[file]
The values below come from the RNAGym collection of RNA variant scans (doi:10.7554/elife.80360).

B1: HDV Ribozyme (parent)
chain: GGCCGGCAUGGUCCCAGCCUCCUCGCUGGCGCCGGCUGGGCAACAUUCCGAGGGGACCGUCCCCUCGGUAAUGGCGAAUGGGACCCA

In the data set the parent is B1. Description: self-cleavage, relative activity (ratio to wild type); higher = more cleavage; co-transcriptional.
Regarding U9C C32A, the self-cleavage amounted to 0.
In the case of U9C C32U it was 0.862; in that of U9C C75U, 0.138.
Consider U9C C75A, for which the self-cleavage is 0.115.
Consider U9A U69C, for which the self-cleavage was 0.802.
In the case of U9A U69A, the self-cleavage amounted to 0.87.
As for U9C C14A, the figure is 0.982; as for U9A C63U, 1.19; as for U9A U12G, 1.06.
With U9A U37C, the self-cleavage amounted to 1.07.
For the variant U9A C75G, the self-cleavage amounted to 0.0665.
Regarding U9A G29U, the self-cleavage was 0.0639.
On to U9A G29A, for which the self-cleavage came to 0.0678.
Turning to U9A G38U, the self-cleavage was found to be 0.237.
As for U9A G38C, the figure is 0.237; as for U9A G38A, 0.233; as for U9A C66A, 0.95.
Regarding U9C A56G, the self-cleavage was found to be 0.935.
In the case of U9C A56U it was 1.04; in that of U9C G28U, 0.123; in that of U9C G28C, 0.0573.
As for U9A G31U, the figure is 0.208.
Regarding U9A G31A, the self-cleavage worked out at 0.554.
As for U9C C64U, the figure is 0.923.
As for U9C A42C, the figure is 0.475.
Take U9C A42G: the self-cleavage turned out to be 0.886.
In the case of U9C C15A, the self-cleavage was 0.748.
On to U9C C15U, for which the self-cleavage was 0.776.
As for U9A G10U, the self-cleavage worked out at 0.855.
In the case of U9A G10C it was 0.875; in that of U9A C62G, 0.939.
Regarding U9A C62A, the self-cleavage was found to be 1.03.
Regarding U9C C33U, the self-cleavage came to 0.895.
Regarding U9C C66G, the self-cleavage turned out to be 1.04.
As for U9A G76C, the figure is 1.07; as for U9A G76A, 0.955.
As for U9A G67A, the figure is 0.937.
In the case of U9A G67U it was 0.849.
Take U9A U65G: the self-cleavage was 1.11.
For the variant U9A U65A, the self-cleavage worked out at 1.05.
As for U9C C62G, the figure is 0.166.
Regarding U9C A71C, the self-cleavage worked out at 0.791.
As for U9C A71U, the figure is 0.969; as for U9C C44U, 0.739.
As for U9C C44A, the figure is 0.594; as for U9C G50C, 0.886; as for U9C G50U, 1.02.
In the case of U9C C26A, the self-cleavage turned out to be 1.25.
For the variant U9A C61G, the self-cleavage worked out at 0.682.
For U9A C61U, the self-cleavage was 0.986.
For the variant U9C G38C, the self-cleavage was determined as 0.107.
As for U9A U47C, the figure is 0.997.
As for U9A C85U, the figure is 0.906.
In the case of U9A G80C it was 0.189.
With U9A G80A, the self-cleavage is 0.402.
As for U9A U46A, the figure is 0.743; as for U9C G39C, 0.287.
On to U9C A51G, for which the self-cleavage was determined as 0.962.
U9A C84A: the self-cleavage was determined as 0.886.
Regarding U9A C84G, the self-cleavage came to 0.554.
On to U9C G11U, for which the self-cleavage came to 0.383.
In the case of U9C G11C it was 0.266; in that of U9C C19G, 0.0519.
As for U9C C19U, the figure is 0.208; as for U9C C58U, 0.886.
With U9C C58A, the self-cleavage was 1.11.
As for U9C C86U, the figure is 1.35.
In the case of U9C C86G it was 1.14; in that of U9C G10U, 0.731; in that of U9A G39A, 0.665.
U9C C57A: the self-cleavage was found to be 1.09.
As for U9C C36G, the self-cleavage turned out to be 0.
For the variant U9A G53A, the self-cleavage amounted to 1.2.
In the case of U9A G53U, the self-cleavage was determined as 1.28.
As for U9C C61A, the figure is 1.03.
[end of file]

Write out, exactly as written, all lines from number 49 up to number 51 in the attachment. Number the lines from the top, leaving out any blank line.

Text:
On to U9C A51G, for which the self-cleavage was determined as 0.962.
U9A C84A: the self-cleavage was determined as 0.886.
Regarding U9A C84G, the self-cleavage came to 0.554.